Match Day 1
The Match: Russia v. Saudi Arabia
The Score: 5-0
The Venue: The streets of Downtown Brooklyn; Circa Brewing Co.
The Vibe: Wistful
Russia getting matched up with Saudi Arabia in the 2018 World Cup Opener felt like how an athletic director will schedule the Homecoming Game against a rural vocational school that just fielded its first ever varsity team. You have to give the home crowd a feel good performance and a convincing win, even if it bores the hell out of everyone else.
You could tell the game was joke even before Saudi Arabia left two Russian players wide open at the back post in the 12th minute. Saudi Arabia isn’t very good.
But the 2018 World Cup Tour of NYC isn’t about the action on the field, it’s about the action everywhere else. The Tour focuses on who’s watching it the game — and who’s not.
I had a noon deadline this morning so at halftime I left my office to get lunch and mingle with the diehard soccer fans who will unfortunately miss out on the tournament: the Downtown Brooklyn halal cart cooks and fruit vendors.
Borough Hall is the nucleus of a Downtown Brooklyn cell that pulses at lunchtime. The halal trucks that sizzling with turmeric and coriander are the mitochondria — the powerhouses fueling the cell.
From 9 to 5, men cook beside stainless steel ranges or labor in their confined mobile kitchens in order to feed folks falafel, gyros and chicken over rice. There are no breaks.
The fruit vendors hail from the Middle East, Southeast Asia and Latin America and never really get to rest either. Sure they all have big umbrellas —invariably branded with the logo of some Medicaid Managed Plan — but they never get to stand under them. That’s because they constantly move about their cart like a sailor fortifying his dinghy in a storm. They organize fruit, pour chestnuts into bags, dispense change to four people at once.
The business demands constant attention and commitment. It’s a tough life. The halal guys have to buy their meat and spices at a premium and the fruit vendors have to go to the Hunts Point Produce Market every morning to pick out the produce before they set up shop. Unsold fruit is wasted money.
And so watching a mid-day soccer match, even the World Cup opener, is the ultimate luxury.
Mina, who is from Egypt, shared his cart kitchen with Freddy, from Mexico. They station themselves in Columbus Park near Court Street and seem to recall each of their customer’s orders. Freddy, who doesn’t care for sports, filled in for Mina’s regular partner, who is on vacation in Egypt.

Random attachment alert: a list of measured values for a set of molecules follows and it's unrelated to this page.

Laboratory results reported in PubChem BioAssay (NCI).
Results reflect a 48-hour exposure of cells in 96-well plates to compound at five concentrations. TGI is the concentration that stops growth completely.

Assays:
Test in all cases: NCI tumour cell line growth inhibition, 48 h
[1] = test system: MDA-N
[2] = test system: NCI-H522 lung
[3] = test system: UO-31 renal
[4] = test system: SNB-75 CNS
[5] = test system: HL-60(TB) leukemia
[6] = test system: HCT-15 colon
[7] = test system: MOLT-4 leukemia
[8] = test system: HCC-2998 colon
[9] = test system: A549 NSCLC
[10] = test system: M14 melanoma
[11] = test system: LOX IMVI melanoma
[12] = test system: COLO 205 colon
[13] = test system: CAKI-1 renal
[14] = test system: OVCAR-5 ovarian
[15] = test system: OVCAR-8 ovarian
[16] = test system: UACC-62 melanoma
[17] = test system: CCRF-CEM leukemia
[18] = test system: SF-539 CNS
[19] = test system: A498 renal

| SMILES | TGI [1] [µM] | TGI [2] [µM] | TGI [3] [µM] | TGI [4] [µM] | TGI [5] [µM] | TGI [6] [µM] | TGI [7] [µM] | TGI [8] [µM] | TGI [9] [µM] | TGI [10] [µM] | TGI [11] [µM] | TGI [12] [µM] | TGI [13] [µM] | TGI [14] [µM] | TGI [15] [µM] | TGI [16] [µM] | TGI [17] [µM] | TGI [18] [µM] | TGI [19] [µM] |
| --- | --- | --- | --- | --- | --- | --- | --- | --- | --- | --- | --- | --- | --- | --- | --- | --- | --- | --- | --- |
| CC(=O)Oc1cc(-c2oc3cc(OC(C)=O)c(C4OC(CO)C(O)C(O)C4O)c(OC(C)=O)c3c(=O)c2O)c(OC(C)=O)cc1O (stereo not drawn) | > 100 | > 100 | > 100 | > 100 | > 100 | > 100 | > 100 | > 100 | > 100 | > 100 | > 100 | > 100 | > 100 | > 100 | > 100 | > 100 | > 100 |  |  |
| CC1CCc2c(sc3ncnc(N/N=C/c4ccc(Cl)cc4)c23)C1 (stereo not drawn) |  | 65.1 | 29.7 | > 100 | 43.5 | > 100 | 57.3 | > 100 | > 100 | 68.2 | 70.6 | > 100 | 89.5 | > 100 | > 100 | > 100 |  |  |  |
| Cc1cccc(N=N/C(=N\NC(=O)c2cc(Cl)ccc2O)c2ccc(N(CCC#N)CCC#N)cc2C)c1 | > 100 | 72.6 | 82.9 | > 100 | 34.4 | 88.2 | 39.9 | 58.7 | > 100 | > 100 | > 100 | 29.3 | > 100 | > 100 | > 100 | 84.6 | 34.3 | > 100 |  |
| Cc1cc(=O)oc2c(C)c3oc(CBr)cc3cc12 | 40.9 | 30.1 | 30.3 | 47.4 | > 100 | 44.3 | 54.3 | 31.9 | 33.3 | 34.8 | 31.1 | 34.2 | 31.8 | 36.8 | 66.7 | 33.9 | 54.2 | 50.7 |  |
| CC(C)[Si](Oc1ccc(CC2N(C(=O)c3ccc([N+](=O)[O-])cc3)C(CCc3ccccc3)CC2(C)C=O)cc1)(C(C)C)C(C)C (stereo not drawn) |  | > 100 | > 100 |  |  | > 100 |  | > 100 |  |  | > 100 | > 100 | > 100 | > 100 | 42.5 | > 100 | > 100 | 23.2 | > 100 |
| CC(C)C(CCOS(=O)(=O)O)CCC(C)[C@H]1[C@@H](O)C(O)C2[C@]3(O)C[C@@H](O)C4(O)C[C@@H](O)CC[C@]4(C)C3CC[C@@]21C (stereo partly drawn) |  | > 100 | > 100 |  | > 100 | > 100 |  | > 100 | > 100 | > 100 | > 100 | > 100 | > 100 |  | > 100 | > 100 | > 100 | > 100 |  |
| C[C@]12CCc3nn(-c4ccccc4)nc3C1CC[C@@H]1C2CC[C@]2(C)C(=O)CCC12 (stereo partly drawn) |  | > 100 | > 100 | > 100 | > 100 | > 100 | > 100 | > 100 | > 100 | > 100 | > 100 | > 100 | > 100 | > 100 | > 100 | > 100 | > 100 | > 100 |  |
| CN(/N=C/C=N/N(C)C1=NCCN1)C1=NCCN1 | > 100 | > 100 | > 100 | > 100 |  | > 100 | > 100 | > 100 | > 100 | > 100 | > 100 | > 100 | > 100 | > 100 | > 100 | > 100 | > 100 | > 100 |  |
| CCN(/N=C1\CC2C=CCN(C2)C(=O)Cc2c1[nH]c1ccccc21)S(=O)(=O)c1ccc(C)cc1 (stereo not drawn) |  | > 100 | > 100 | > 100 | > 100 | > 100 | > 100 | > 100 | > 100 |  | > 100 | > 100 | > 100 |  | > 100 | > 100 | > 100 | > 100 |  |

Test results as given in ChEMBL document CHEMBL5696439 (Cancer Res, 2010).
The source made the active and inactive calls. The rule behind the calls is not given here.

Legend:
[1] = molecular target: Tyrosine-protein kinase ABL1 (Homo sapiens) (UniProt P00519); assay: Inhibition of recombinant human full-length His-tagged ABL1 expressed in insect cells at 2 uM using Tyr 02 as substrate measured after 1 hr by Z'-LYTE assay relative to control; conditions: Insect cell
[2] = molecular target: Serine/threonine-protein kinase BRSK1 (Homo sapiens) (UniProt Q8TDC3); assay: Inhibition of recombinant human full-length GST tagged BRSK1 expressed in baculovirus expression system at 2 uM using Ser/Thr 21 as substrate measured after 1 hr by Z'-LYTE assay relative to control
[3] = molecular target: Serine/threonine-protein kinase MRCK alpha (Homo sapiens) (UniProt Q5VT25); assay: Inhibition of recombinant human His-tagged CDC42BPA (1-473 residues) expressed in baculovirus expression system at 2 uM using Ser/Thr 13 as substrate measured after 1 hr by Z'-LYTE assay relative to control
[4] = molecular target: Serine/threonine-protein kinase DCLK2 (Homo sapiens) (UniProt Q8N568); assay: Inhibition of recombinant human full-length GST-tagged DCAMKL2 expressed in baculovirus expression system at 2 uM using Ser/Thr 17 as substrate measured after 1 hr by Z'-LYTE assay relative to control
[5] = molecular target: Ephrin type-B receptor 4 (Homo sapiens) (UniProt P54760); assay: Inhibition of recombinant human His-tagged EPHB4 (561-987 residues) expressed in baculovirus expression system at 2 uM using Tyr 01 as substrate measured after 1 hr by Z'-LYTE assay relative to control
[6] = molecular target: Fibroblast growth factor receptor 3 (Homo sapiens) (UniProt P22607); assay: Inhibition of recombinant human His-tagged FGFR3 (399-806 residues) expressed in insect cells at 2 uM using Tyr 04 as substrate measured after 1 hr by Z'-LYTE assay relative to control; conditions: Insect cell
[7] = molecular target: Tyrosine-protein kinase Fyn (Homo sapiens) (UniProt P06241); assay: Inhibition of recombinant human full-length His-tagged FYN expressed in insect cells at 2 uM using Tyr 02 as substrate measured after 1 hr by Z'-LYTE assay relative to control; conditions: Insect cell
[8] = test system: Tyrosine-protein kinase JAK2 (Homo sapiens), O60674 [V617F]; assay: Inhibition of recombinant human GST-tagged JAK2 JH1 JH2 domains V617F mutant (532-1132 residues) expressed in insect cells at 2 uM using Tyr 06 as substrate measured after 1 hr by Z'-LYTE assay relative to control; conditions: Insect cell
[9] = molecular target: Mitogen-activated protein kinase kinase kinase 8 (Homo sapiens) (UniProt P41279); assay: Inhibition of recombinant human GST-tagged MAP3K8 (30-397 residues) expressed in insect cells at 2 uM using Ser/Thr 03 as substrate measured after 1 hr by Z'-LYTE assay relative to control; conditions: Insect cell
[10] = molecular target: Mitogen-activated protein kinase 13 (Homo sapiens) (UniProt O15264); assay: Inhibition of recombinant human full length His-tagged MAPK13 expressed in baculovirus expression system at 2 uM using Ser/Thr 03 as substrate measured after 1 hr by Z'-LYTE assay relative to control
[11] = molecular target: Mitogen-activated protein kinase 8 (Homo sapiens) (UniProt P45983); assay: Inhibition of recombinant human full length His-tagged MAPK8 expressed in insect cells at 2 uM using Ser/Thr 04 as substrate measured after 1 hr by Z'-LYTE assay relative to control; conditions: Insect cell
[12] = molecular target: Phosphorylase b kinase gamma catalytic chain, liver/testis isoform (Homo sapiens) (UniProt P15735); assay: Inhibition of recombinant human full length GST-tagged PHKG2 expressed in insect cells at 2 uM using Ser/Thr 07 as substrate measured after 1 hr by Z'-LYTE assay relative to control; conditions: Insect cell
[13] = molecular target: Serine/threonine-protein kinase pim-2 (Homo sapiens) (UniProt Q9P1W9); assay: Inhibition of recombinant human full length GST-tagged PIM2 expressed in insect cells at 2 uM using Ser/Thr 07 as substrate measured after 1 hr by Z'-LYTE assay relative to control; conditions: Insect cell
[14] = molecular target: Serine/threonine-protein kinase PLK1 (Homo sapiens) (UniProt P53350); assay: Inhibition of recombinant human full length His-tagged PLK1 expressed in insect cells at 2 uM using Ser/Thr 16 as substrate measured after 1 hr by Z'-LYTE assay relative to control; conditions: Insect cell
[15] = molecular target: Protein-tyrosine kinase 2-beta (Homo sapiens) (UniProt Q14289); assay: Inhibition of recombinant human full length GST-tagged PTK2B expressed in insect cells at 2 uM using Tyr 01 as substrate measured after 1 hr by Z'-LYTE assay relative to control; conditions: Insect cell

“He’s lucky,” Mina said. “He’s probably watching the World Cup with his family. He’s going to watch the game tomorrow.”
On the other side of the plaza, near Shake Shack, Dey handed banana bunches and bags of cherries to impatient customers.
During the short breaks, he told me about World Cup Fever in Bangladesh, where the intense Brazil-Argentina rivalry divides soccer fans.
“The World Cup is a big festival in my country,” Dey said. “There are Brazil and Argentina flags everywhere, all down the line of the street.”
Dey said he supports Argentina because he grew up watching Maradona. The rivalry, he added, can be dangerous.
“The number of strokes and heart attacks go way up during the World Cup,” he said. “People are having heart attacks watching these games.”
Seems like Bangladesh could teach the US how to appreciate he World Cup even when your own country crashes out in qualifiers.
After canvassing vendors, I eventually found a bar draped with the familiar string of international flags that signal “World Cup Here.” About 12 people were watcingh Russia dismantle Saudi Arabia at Circa Brewing Co. on Lawrence Street. I spotted a guy in a light blue Manchester City shirt and approached him and his wife just as the waitress delivered their Hawaiian pizza.
Kyle and Kate arrived from London last night and, for some reason, decided to stop by the Fulton Street chainstore hell around lunch time.
At least the restaurant was nice. The game aired on a projector screen at the back of the bar and on a few TVs along the walls. Steel brewing vats filled the space behind the bar and the restaurant had a familiar, modern feel. More strings of flags lined the ceiling.
Both Kyle and Kate predict that Germany will win the tournament, but that didn’t stop Kyle from putting “a tenner” on England. Certainly his optimism is unique among England fans.
After I left the bar I circled back to some more halal guys. Salah is Moroccan and said he actually plans to take tomorrow off to celebrate Eid al-Fitr and might even watch Morocco play Iran.
Finally, I visited Mo, an Egyptian halal vendor on Joralemon Street. When I asked if he’d watch Mohammed Salah and Egypt take on Uruguay tomorrow, he looked at me like I was crazy:
“We have to work.”